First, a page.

An Indonesian international relations expert says Tony Abbott's plan to buy leaky fishing boats in a bid to combat people smuggling will sour relations with the country.

The Opposition Leader that aims to stop old boats getting into the hands of smugglers.

Mr Abbott also wants to put millions of dollars into paying local "wardens" to keep watch and give rewards for information that gets smugglers arrested.

But Professor Hikmahanto Juwana of the University of Indonesia says the proposal is offensive and will not be popular with Indonesia's government.

"It will make Indonesia-Australia relations sour because, of course, Indonesia will not readily accept what is proposed by Australia," he said.

Professor Hikmahanto says paying bounties will encourage a culture of vigilantism.

He says the Opposition's proposals show a lack of understanding of Indonesia, and that it is not possible to buy every boat from the thousands of Indonesian villagers.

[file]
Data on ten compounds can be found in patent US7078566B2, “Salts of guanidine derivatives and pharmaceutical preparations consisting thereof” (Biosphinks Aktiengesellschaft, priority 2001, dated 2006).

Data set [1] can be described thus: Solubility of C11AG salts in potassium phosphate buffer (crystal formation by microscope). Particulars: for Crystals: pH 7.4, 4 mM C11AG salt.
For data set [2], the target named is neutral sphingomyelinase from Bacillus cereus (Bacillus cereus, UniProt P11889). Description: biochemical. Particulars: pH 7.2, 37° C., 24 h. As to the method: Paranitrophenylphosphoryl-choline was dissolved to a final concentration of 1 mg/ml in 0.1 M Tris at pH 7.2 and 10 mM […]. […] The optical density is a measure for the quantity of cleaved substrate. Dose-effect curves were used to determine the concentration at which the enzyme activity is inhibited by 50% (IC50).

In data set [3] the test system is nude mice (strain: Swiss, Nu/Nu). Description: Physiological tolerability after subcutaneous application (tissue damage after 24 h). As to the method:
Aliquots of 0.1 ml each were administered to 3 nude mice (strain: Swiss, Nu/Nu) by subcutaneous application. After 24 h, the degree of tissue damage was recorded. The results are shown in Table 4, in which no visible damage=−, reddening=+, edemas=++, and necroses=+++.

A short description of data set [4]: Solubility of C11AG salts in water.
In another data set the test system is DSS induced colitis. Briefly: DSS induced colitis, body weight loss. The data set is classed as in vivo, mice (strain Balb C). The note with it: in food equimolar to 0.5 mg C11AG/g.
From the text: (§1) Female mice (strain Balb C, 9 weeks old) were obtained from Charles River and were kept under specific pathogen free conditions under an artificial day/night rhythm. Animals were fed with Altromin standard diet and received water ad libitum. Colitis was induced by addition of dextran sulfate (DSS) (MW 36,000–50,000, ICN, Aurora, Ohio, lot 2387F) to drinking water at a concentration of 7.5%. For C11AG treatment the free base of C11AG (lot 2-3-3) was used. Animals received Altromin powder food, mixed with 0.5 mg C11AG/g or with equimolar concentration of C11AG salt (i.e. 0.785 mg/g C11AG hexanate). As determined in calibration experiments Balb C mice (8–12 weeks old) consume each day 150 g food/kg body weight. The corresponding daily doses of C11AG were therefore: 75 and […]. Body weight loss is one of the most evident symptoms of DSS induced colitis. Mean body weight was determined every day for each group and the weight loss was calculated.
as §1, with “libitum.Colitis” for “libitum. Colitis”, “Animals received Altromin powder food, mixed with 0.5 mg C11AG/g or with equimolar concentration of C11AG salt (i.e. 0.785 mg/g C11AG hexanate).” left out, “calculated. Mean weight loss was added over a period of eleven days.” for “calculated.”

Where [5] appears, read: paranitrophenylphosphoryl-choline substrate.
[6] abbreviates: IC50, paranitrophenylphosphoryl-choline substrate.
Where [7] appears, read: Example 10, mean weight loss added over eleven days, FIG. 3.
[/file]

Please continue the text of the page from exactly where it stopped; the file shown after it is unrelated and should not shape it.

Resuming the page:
The Coalition's plan also includes increasing the number of Australian Federal Police officers working overseas, boosting Indonesia's search and rescue capabilities, and supplementing Australia's border protection fleet.

But Professor Hikmahanto says putting more Australian police in Indonesia is offensive to Indonesian authorities.

Opposition treasury spokesman Joe Hockey told Channel Ten's The Project the intention of the policy has been misinterpreted.

"If you can disrupt the activity of the people smugglers, if they're about to load a boat with people there, and you can pay to take the boat from under them, then great, that disrupts their activity," he said.

"I think that's part of the equation, but it's not the whole equation, obviously. So I don't think we're going to be buying every boat in Indonesia."

Immigration Minister Tony Burke has previously dismissed the Coalition's policy as "simply crazy".

"Of all the mad ideas I've heard in immigration, I think boat buyback wins," he said last week.

The government in Jakarta has been doing its best to avoid being drawn into Australia's election drama.


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